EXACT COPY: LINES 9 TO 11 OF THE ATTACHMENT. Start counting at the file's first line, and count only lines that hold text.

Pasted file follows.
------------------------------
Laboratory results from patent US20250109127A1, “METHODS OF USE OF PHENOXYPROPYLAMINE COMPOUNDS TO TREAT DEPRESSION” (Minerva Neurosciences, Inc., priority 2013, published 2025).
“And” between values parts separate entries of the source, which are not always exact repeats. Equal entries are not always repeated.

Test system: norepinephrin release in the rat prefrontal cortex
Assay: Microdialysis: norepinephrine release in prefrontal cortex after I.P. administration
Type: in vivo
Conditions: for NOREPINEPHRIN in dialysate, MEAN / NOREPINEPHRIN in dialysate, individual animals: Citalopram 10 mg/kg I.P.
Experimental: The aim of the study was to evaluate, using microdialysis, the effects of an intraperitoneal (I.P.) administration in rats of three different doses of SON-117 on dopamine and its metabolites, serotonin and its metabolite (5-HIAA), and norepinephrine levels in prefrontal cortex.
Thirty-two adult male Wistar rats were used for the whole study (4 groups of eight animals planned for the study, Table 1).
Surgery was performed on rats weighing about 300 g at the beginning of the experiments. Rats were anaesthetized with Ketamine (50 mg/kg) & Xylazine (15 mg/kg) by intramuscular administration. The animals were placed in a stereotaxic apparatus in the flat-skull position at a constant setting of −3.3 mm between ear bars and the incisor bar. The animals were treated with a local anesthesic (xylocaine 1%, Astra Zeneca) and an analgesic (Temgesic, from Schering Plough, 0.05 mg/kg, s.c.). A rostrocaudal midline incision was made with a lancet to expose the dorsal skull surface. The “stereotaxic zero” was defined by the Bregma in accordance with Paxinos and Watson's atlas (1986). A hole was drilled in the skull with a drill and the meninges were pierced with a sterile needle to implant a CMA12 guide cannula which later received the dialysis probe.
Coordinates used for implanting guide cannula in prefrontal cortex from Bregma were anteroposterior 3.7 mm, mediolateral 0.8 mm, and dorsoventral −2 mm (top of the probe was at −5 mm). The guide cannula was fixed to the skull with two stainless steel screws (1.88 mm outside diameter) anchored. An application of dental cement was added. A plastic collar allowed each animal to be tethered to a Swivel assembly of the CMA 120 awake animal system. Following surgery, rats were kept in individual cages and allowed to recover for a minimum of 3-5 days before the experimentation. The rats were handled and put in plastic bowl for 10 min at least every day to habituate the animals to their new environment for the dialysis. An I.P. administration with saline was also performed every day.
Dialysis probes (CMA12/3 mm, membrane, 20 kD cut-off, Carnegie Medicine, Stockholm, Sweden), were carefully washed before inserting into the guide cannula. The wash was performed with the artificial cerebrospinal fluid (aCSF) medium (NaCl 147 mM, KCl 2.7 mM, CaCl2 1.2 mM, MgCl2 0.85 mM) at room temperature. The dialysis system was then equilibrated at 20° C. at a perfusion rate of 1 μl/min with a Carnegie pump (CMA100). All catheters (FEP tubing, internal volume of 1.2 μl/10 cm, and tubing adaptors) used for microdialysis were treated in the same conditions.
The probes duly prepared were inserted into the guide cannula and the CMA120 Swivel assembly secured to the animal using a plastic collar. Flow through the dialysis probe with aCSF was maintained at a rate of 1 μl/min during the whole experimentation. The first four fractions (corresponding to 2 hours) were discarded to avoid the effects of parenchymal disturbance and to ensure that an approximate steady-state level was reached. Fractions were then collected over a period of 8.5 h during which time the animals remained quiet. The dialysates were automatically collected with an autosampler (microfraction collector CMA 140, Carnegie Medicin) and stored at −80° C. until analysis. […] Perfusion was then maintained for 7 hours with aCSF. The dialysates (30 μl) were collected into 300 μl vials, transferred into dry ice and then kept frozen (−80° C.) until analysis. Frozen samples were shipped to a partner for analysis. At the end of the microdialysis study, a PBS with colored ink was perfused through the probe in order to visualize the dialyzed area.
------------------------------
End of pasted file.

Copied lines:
Surgery was performed on rats weighing about 300 g at the beginning of the experiments. Rats were anaesthetized with Ketamine (50 mg/kg) & Xylazine (15 mg/kg) by intramuscular administration. The animals were placed in a stereotaxic apparatus in the flat-skull position at a constant setting of −3.3 mm between ear bars and the incisor bar. The animals were treated with a local anesthesic (xylocaine 1%, Astra Zeneca) and an analgesic (Temgesic, from Schering Plough, 0.05 mg/kg, s.c.). A rostrocaudal midline incision was made with a lancet to expose the dorsal skull surface. The “stereotaxic zero” was defined by the Bregma in accordance with Paxinos and Watson's atlas (1986). A hole was drilled in the skull with a drill and the meninges were pierced with a sterile needle to implant a CMA12 guide cannula which later received the dialysis probe.
Coordinates used for implanting guide cannula in prefrontal cortex from Bregma were anteroposterior 3.7 mm, mediolateral 0.8 mm, and dorsoventral −2 mm (top of the probe was at −5 mm). The guide cannula was fixed to the skull with two stainless steel screws (1.88 mm outside diameter) anchored. An application of dental cement was added. A plastic collar allowed each animal to be tethered to a Swivel assembly of the CMA 120 awake animal system. Following surgery, rats were kept in individual cages and allowed to recover for a minimum of 3-5 days before the experimentation. The rats were handled and put in plastic bowl for 10 min at least every day to habituate the animals to their new environment for the dialysis. An I.P. administration with saline was also performed every day.
Dialysis probes (CMA12/3 mm, membrane, 20 kD cut-off, Carnegie Medicine, Stockholm, Sweden), were carefully washed before inserting into the guide cannula. The wash was performed with the artificial cerebrospinal fluid (aCSF) medium (NaCl 147 mM, KCl 2.7 mM, CaCl2 1.2 mM, MgCl2 0.85 mM) at room temperature. The dialysis system was then equilibrated at 20° C. at a perfusion rate of 1 μl/min with a Carnegie pump (CMA100). All catheters (FEP tubing, internal volume of 1.2 μl/10 cm, and tubing adaptors) used for microdialysis were treated in the same conditions.